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Stephen Kimber's Blog

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Stephen Kimber is is an award-winning writer, journalist and broadcaster. He is the author of one novel and nine books of nonfiction, including the best-selling Flight 111: The Tragedy of the Swissair Crash and Sailors, Slackers and Blind Pigs: Halifax at War. He teaches creative non-fiction at the University of King’s College in Halifax where he has served as Director of the School of Journalism on three occasions. His latest book, What Lies Across the Water: The Real Story of the Cuban Five is published by Fernwood Publishing. He is currently a weekly columnist with Halifax Metro, senior features writer for The Coast and a contributing editor for Atlantic Business Magazine.

Pennsylvania shows Nova Scotia how to build a thriving film industry

| January 26, 2016
Photo: Katie Gieratz, U.S. Air Force/Wikimedia Commons

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"The math is simple," explained the Pittsburgh Post-Gazette in a Jan. 8 editorial about the state of that state's film tax credit.

Pennsylvania is currently in the middle of a messy budget kerfuffle. The big picture is beyond the scope of this column. But it's worth noting that when Gov. Tom Wolf approved an emergency $23-billion cash infusion earlier this month to restore "essential services," one of those essential services was the state's film tax credit.

"The credits," the editorial continued in what should be bedtime reading for Nova Scotia finance department bureaucrats, "are the deciding factor for an overwhelming number of productions to choose Pennsylvania over other locations."

"The crews spend loads of money locally" -- check for Nova Scotia film crews too -- "generating more income" -- check -- "and [more] tax revenue than the tax credits cost." Check, check.

"More work builds a local industry of technicians. The multiplier effect fills hotel rooms and restaurants and fuels catering operations. The national buzz when, say, star Jake Gyllenhaal declares his adoration for Pittsburgh after filming here is gravy." Yes, yes and yes!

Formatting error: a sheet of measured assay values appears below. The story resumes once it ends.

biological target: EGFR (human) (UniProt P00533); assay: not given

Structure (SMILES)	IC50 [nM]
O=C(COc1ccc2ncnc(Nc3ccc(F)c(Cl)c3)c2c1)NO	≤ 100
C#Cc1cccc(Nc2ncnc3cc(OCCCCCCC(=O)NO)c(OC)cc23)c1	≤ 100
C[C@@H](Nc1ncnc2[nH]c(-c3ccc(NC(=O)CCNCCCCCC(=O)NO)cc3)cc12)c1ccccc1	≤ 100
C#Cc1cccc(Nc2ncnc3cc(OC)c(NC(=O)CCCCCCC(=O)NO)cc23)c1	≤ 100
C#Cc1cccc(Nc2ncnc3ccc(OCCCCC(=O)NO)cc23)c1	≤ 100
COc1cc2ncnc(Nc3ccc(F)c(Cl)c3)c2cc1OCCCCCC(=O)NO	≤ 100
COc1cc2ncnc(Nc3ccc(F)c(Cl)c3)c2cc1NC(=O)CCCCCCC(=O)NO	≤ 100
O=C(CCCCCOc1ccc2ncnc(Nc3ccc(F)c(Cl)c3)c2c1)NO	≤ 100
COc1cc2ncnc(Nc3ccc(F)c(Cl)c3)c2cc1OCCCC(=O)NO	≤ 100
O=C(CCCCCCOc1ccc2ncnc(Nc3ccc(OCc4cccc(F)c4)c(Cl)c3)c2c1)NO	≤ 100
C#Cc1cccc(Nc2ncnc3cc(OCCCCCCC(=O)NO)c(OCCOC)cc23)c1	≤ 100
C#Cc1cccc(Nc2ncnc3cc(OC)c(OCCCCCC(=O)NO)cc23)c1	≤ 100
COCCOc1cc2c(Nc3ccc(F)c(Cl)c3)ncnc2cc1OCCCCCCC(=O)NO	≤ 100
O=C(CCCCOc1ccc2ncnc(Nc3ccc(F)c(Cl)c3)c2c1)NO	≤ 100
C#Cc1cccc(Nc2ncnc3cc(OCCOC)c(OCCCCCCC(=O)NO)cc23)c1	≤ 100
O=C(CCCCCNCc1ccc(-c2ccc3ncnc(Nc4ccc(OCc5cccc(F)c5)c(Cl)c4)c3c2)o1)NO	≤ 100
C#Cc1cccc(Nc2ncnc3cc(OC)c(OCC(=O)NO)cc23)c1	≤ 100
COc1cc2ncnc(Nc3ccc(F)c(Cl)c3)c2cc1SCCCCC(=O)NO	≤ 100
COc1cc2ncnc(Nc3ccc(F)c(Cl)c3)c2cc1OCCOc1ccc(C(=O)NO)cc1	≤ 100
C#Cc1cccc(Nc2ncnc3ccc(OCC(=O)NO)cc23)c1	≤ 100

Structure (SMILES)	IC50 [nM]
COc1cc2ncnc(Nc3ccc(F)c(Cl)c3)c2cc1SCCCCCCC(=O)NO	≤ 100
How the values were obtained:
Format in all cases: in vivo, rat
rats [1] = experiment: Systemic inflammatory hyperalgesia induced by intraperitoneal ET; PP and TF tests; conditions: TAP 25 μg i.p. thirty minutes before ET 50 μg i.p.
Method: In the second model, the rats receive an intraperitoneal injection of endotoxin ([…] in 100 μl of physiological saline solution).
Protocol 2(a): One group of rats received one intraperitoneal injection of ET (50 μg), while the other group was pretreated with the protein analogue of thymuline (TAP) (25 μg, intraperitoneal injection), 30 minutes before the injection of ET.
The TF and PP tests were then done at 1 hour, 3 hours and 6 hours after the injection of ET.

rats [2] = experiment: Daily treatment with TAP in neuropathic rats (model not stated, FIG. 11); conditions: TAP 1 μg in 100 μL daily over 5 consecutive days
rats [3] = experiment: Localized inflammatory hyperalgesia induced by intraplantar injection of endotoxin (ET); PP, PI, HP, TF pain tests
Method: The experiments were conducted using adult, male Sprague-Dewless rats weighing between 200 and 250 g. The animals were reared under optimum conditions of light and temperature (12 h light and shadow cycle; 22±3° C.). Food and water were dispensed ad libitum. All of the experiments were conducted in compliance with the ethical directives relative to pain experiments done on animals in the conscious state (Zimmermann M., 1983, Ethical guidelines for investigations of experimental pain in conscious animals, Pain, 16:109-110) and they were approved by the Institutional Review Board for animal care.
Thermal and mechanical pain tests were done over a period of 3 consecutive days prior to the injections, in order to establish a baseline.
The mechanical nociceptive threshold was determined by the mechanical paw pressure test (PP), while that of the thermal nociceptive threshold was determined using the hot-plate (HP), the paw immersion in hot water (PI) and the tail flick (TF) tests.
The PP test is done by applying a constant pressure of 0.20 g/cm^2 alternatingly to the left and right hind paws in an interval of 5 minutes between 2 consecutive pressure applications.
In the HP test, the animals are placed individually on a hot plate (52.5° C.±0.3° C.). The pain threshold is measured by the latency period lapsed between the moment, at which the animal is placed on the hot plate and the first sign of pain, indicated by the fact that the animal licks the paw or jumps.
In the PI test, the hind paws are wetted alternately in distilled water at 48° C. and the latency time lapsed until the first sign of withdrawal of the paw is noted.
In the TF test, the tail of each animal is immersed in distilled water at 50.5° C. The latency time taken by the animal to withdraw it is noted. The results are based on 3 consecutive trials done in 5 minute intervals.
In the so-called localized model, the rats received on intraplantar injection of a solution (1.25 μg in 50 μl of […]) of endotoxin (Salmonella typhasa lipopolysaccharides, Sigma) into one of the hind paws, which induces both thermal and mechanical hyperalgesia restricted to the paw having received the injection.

After Wolf reinstated the tax credit, the director of Pittsburgh's film office exulted, "We're set up to have one of the best years we've had..."


Let us compare.

Pennsylvania's governor was concerned enough about his film industry to include funding for it in his emergency allocation.

Premier Stephen McNeil, on other hand, eliminated Nova Scotia's film tax credit in last spring's budget. Its replacement -- the Nova Scotia Film and Television Incentive Fund -- has been an abysmal failure. The industry reports 82 per cent fewer film jobs in the last quarter of last year compared to 2014. And it predicts even worse to come.

McNeil's response? In December, he shrugged the industry he decimated was in "a transition," so "we're moving on."

Perhaps Nova Scotia's economy is doing so well we don't need a thriving film industry.

While Pittsburgh gears up for one of its "best" film years, iconic Nova Scotia film industry companies -- Filmworks, Special Effects Atlantic, Arcadia Entertainment -- have announced they are either folding, or are considering packing it in, or are packing up their gear and relocating to where the work, and welcome are.

Which is to say almost anywhere but here.

This article first appeared in Stephen Kimber's Halifax Metro column.

Photo: Katie Gieratz, U.S. Air Force/Wikimedia Commons

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